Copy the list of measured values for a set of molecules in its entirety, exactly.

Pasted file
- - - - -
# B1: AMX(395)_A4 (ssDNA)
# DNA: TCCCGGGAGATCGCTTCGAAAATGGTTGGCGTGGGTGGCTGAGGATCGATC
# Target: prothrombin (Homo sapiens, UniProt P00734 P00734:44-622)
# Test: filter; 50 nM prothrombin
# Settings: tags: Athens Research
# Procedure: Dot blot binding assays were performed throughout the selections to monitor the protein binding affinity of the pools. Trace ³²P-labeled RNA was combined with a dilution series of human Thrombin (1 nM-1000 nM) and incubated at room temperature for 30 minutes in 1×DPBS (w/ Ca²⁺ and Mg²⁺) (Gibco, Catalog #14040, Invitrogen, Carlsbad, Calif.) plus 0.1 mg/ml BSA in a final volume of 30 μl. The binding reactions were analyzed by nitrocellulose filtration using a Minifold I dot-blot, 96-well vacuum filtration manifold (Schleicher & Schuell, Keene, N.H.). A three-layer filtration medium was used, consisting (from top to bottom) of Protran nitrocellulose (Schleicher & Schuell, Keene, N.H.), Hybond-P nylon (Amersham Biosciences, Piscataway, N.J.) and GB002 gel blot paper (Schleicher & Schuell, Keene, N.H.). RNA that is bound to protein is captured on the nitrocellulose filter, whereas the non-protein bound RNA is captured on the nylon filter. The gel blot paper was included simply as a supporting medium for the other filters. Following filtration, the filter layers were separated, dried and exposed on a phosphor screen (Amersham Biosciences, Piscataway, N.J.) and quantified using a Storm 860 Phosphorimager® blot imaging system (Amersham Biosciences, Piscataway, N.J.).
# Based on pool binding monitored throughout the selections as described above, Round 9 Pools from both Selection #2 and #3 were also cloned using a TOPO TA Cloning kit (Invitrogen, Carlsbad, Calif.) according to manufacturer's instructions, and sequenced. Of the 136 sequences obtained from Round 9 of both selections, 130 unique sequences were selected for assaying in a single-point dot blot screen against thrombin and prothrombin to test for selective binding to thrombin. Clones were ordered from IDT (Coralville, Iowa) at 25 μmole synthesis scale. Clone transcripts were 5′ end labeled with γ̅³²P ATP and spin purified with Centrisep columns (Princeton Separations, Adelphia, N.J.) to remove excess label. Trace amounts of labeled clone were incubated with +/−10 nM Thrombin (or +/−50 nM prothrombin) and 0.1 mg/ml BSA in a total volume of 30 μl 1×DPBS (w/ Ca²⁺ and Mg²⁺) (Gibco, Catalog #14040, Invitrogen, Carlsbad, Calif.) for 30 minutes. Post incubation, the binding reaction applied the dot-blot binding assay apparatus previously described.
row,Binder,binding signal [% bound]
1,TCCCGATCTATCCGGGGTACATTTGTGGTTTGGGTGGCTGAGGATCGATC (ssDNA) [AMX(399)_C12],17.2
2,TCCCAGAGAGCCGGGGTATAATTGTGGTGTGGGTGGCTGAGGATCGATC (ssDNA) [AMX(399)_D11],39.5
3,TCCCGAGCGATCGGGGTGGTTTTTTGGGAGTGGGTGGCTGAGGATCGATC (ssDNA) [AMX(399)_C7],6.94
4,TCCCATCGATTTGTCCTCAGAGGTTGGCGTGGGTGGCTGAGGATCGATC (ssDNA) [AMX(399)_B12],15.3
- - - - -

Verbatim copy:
# B1: AMX(395)_A4 (ssDNA)
# DNA: TCCCGGGAGATCGCTTCGAAAATGGTTGGCGTGGGTGGCTGAGGATCGATC
# Target: prothrombin (Homo sapiens, UniProt P00734 P00734:44-622)
# Test: filter; 50 nM prothrombin
# Settings: tags: Athens Research
# Procedure: Dot blot binding assays were performed throughout the selections to monitor the protein binding affinity of the pools. Trace ³²P-labeled RNA was combined with a dilution series of human Thrombin (1 nM-1000 nM) and incubated at room temperature for 30 minutes in 1×DPBS (w/ Ca²⁺ and Mg²⁺) (Gibco, Catalog #14040, Invitrogen, Carlsbad, Calif.) plus 0.1 mg/ml BSA in a final volume of 30 μl. The binding reactions were analyzed by nitrocellulose filtration using a Minifold I dot-blot, 96-well vacuum filtration manifold (Schleicher & Schuell, Keene, N.H.). A three-layer filtration medium was used, consisting (from top to bottom) of Protran nitrocellulose (Schleicher & Schuell, Keene, N.H.), Hybond-P nylon (Amersham Biosciences, Piscataway, N.J.) and GB002 gel blot paper (Schleicher & Schuell, Keene, N.H.). RNA that is bound to protein is captured on the nitrocellulose filter, whereas the non-protein bound RNA is captured on the nylon filter. The gel blot paper was included simply as a supporting medium for the other filters. Following filtration, the filter layers were separated, dried and exposed on a phosphor screen (Amersham Biosciences, Piscataway, N.J.) and quantified using a Storm 860 Phosphorimager® blot imaging system (Amersham Biosciences, Piscataway, N.J.).
# Based on pool binding monitored throughout the selections as described above, Round 9 Pools from both Selection #2 and #3 were also cloned using a TOPO TA Cloning kit (Invitrogen, Carlsbad, Calif.) according to manufacturer's instructions, and sequenced. Of the 136 sequences obtained from Round 9 of both selections, 130 unique sequences were selected for assaying in a single-point dot blot screen against thrombin and prothrombin to test for selective binding to thrombin. Clones were ordered from IDT (Coralville, Iowa) at 25 μmole synthesis scale. Clone transcripts were 5′ end labeled with γ̅³²P ATP and spin purified with Centrisep columns (Princeton Separations, Adelphia, N.J.) to remove excess label. Trace amounts of labeled clone were incubated with +/−10 nM Thrombin (or +/−50 nM prothrombin) and 0.1 mg/ml BSA in a total volume of 30 μl 1×DPBS (w/ Ca²⁺ and Mg²⁺) (Gibco, Catalog #14040, Invitrogen, Carlsbad, Calif.) for 30 minutes. Post incubation, the binding reaction applied the dot-blot binding assay apparatus previously described.
row,Binder,binding signal [% bound]
1,TCCCGATCTATCCGGGGTACATTTGTGGTTTGGGTGGCTGAGGATCGATC (ssDNA) [AMX(399)_C12],17.2
2,TCCCAGAGAGCCGGGGTATAATTGTGGTGTGGGTGGCTGAGGATCGATC (ssDNA) [AMX(399)_D11],39.5
3,TCCCGAGCGATCGGGGTGGTTTTTTGGGAGTGGGTGGCTGAGGATCGATC (ssDNA) [AMX(399)_C7],6.94
4,TCCCATCGATTTGTCCTCAGAGGTTGGCGTGGGTGGCTGAGGATCGATC (ssDNA) [AMX(399)_B12],15.3